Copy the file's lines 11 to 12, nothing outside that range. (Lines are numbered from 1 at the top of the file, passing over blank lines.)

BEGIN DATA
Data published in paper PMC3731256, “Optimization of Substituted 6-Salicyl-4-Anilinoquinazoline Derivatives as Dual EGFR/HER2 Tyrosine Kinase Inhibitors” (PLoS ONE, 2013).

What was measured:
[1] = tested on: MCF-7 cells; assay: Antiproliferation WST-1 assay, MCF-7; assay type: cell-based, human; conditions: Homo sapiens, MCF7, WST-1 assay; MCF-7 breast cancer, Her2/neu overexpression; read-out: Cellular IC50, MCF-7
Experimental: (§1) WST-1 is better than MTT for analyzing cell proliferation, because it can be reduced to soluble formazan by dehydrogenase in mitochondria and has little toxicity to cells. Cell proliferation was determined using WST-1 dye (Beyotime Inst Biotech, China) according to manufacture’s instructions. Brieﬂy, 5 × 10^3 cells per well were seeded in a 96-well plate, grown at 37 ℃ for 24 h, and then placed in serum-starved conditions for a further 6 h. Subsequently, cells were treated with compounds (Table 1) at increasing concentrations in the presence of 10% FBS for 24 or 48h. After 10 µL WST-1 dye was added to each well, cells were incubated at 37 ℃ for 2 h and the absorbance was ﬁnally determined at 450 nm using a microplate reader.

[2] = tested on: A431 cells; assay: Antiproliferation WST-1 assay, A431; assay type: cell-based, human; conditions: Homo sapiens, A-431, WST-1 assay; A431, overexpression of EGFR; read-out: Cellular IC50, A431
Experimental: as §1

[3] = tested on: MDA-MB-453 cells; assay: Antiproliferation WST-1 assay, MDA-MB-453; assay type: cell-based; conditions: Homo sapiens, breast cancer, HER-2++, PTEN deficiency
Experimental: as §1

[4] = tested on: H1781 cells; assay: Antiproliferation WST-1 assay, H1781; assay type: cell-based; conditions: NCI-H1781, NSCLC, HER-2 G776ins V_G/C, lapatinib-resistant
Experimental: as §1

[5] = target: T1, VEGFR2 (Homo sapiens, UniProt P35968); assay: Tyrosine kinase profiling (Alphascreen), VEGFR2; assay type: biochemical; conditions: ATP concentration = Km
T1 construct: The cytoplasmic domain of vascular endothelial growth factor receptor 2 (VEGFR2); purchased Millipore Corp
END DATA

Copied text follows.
[5] = target: T1, VEGFR2 (Homo sapiens, UniProt P35968); assay: Tyrosine kinase profiling (Alphascreen), VEGFR2; assay type: biochemical; conditions: ATP concentration = Km
T1 construct: The cytoplasmic domain of vascular endothelial growth factor receptor 2 (VEGFR2); purchased Millipore Corp